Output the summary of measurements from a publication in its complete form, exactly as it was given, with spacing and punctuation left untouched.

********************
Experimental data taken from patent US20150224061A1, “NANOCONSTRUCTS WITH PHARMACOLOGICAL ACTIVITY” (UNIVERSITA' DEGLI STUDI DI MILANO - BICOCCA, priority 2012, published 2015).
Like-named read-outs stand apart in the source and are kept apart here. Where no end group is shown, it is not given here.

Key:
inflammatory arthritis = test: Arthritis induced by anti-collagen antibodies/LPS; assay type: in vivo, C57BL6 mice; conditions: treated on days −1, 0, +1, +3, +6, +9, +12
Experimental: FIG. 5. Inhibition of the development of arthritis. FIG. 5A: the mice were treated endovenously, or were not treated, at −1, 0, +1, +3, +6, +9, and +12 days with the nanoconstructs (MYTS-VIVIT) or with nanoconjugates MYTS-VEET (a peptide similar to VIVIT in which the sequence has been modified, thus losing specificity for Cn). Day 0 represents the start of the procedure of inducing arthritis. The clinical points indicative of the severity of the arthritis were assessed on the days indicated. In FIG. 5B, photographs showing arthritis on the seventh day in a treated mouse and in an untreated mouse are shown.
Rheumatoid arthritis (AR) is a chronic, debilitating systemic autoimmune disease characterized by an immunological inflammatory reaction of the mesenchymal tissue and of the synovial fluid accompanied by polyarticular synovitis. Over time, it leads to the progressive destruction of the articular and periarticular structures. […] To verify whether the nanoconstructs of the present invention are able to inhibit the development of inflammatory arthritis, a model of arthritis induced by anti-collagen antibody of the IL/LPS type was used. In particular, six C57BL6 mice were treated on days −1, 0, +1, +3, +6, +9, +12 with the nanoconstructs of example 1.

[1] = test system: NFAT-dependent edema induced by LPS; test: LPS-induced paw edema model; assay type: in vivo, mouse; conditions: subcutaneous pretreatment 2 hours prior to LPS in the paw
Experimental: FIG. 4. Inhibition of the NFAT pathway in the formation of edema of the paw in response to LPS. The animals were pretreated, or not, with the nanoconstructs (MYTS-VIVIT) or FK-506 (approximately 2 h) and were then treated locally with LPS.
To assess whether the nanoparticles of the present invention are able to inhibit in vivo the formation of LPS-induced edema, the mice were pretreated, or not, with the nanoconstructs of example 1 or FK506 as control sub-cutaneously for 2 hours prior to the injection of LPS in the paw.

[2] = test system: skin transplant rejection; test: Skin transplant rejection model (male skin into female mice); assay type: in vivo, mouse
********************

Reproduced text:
Experimental data taken from patent US20150224061A1, “NANOCONSTRUCTS WITH PHARMACOLOGICAL ACTIVITY” (UNIVERSITA' DEGLI STUDI DI MILANO - BICOCCA, priority 2012, published 2015).
Like-named read-outs stand apart in the source and are kept apart here. Where no end group is shown, it is not given here.

Key:
inflammatory arthritis = test: Arthritis induced by anti-collagen antibodies/LPS; assay type: in vivo, C57BL6 mice; conditions: treated on days −1, 0, +1, +3, +6, +9, +12
Experimental: FIG. 5. Inhibition of the development of arthritis. FIG. 5A: the mice were treated endovenously, or were not treated, at −1, 0, +1, +3, +6, +9, and +12 days with the nanoconstructs (MYTS-VIVIT) or with nanoconjugates MYTS-VEET (a peptide similar to VIVIT in which the sequence has been modified, thus losing specificity for Cn). Day 0 represents the start of the procedure of inducing arthritis. The clinical points indicative of the severity of the arthritis were assessed on the days indicated. In FIG. 5B, photographs showing arthritis on the seventh day in a treated mouse and in an untreated mouse are shown.
Rheumatoid arthritis (AR) is a chronic, debilitating systemic autoimmune disease characterized by an immunological inflammatory reaction of the mesenchymal tissue and of the synovial fluid accompanied by polyarticular synovitis. Over time, it leads to the progressive destruction of the articular and periarticular structures. […] To verify whether the nanoconstructs of the present invention are able to inhibit the development of inflammatory arthritis, a model of arthritis induced by anti-collagen antibody of the IL/LPS type was used. In particular, six C57BL6 mice were treated on days −1, 0, +1, +3, +6, +9, +12 with the nanoconstructs of example 1.

[1] = test system: NFAT-dependent edema induced by LPS; test: LPS-induced paw edema model; assay type: in vivo, mouse; conditions: subcutaneous pretreatment 2 hours prior to LPS in the paw
Experimental: FIG. 4. Inhibition of the NFAT pathway in the formation of edema of the paw in response to LPS. The animals were pretreated, or not, with the nanoconstructs (MYTS-VIVIT) or FK-506 (approximately 2 h) and were then treated locally with LPS.
To assess whether the nanoparticles of the present invention are able to inhibit in vivo the formation of LPS-induced edema, the mice were pretreated, or not, with the nanoconstructs of example 1 or FK506 as control sub-cutaneously for 2 hours prior to the injection of LPS in the paw.

[2] = test system: skin transplant rejection; test: Skin transplant rejection model (male skin into female mice); assay type: in vivo, mouse